In a study restricted to human error around phlebotomy, of an overall 3.1% error rate, 44.9% were found to be ‘clerical’ (14). These were largely of minor significance in terms of harm caused, but interestingly, in light of the discussion to follow, the majority of clerical errors were made by newly recruited staff. A study of errors in the field of diagnostic radiology found that 10% were due to administrative errors: these included the wrong patient being examined, films going missing from department and delays in communicating unexpected results to referring clinicians (15). Although somewhat historical, a 1993 study examining the efficiency and safety of anti-coagulation clinics found a high incidence of missing referral letters or case notes, and generally inadequate referral information; the authors concluded ‘that health professionals should better appreciate the administrative and organisational influences that affect teamwork and quality of care’ (16). The importance of A&C staff in recording the output multi-disciplinary team working was acknowledged in a safety orientated review (17).

Thematic review of patient safety risks related to A&C

Whole team working and shared understanding

A&C staff are instrumental in ensuring that clinical prioritisation and management decisions are effectively carried out. As medical conditions fluctuate and priorities change, there will be continual updates to arrangements; therefore, the communication between clinical and A&C groups needs to be frequent and frictionless. The clinico-administrative axis, for want of a better term, is arguably as important as any other relationship in a health organisation. Relationships between administrative staff and clinical staff need to be close, such that both understand the other’s milieu: pressures, targets, challenges and limitations.

To encourage these relationships, there must be easy access to one another (ideally, they will be co-located, facilitating day to day exchanges), the ability to ask questions, to challenge and exist in an environment of psychological safety (18). Exposure to clinical environments (e.g., operating theatres, clinics) is also important, so that A&C staff can visualise what they are arranging for patients, and how their actions translate to patient experience.

Departmental stability and organisational memory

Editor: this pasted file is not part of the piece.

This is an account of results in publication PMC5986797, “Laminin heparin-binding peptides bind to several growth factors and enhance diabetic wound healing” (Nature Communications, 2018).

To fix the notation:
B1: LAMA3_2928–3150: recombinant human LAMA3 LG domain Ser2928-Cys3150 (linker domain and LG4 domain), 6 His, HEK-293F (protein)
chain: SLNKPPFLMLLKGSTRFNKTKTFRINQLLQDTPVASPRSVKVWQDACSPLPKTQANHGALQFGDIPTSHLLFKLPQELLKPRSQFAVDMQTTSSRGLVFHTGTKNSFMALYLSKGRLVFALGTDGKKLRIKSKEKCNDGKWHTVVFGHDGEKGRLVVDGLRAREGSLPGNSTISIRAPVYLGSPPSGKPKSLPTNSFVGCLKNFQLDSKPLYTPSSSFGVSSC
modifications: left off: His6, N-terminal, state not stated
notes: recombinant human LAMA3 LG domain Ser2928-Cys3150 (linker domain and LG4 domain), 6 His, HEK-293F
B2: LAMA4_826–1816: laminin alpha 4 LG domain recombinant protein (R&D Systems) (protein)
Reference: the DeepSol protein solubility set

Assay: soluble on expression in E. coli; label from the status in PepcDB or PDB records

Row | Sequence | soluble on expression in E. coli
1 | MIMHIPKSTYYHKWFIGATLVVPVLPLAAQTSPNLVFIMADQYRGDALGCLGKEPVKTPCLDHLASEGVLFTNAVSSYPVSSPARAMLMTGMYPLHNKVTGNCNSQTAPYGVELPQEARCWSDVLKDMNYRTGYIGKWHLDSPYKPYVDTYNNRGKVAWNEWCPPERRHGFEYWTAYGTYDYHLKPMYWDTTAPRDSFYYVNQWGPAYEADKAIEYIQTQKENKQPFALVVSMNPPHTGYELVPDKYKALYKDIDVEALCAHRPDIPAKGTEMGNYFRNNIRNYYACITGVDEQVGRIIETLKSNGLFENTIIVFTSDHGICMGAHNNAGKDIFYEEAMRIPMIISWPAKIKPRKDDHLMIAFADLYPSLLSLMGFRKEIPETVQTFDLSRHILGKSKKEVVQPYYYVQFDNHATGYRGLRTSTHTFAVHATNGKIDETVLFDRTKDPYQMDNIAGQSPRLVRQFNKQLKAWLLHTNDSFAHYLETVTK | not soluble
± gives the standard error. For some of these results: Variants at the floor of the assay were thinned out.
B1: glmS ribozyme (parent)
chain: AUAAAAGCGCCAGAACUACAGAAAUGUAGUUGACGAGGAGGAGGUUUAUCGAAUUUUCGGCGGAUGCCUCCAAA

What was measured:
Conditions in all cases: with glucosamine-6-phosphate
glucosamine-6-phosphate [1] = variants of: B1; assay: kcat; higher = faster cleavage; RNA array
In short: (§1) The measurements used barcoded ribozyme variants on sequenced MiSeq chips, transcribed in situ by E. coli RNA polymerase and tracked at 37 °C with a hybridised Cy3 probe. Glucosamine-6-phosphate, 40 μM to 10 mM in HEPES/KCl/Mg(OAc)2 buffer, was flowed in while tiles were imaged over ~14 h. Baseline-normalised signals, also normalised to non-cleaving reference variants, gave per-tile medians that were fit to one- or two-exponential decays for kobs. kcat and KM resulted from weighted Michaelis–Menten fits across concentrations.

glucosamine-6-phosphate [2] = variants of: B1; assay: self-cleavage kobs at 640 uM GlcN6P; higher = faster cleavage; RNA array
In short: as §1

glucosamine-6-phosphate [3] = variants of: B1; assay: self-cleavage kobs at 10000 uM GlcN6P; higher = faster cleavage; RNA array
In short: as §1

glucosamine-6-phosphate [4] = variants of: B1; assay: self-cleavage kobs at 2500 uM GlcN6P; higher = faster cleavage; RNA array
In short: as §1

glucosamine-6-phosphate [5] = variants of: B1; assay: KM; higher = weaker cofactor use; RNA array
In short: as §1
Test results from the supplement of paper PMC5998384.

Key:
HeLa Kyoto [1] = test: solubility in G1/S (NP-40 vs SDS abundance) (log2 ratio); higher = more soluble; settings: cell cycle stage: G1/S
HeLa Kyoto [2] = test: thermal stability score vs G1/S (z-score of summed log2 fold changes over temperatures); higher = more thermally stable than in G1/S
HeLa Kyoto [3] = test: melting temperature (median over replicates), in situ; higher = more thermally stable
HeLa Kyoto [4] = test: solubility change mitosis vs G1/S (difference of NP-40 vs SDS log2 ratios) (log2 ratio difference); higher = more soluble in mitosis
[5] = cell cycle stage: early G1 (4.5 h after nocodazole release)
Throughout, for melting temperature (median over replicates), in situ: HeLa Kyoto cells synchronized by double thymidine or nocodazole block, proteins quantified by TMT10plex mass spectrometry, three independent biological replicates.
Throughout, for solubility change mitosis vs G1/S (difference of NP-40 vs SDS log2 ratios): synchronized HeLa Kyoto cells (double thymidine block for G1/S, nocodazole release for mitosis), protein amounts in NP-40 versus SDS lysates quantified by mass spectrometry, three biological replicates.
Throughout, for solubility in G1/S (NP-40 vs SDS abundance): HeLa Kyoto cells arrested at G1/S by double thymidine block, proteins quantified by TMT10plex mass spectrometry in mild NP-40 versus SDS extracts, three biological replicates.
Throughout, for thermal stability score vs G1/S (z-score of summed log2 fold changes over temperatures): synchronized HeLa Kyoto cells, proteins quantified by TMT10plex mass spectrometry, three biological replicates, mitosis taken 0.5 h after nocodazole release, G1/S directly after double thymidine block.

‘Churn’ in personnel is an organisational risk. Whereas doctors and nurses often work in the same organisation for decades, A&C staff change roles frequently. After one or two years at one grade, individuals with ambition to progress are expected to apply for more senior roles in different departments in order to widen their experience and learn how to manage teams. Any lessons learned from patient safety incidents, or ‘tricks of the trade’ learned informally, will be lost as that individuals vacate their desks. Organisational memory is a well-studied subject, largely in non-healthcare settings (where it may be referred to a corporate memory) (19,20). It encompasses more than safety—what to do and what not to do—but also relates to culture, history and values. At a practical level, if an administrative error or oversight leads to harm, a mechanism should exist that reduces or removes the risk of it happening again. Here, there are good parallels with clinical practice, where human factors are considered, and barriers erected to divert staff away from error (21). Another area for potential translation of methods designed to reduce clinical risk is an integrated and pro-active approach to areas known to carry more risk (22). Even with these approaches, Never Events (those errors that the NHS should be able to eradicate by installing protocols) have not been eradicated, and the risk of repeat remains (23). The need for safe NHS organisations to have a memory has been recognised: for instance, the publication by the Chief Medical Officer contained numerous clinical vignettes and examples of error, but there is no reference to administrative error (the word administration pertains only to the incorrect dosing and giving of drugs) (24).

Responding to change and innovation